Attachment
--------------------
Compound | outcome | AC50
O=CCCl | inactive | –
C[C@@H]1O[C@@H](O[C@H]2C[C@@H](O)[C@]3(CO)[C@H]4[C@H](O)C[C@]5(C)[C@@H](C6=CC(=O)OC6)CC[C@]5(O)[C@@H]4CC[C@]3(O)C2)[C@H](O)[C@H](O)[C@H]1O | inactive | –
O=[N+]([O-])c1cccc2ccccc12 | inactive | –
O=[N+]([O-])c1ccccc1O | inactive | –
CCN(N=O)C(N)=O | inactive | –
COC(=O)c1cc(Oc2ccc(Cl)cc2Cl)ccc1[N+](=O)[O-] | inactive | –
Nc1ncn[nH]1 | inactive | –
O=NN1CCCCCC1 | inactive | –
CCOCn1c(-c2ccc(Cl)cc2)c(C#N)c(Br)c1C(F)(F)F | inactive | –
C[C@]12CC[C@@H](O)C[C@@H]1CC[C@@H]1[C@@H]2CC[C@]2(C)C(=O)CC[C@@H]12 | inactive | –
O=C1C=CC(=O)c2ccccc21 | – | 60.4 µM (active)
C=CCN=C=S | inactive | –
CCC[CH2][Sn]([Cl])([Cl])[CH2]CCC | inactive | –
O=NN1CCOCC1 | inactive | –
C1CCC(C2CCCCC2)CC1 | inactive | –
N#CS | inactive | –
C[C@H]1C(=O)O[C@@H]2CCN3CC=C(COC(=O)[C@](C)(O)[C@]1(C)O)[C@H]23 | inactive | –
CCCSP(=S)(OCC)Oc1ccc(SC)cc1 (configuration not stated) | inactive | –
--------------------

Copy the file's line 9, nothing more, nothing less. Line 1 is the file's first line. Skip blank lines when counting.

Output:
O=NN1CCCCCC1 | inactive | –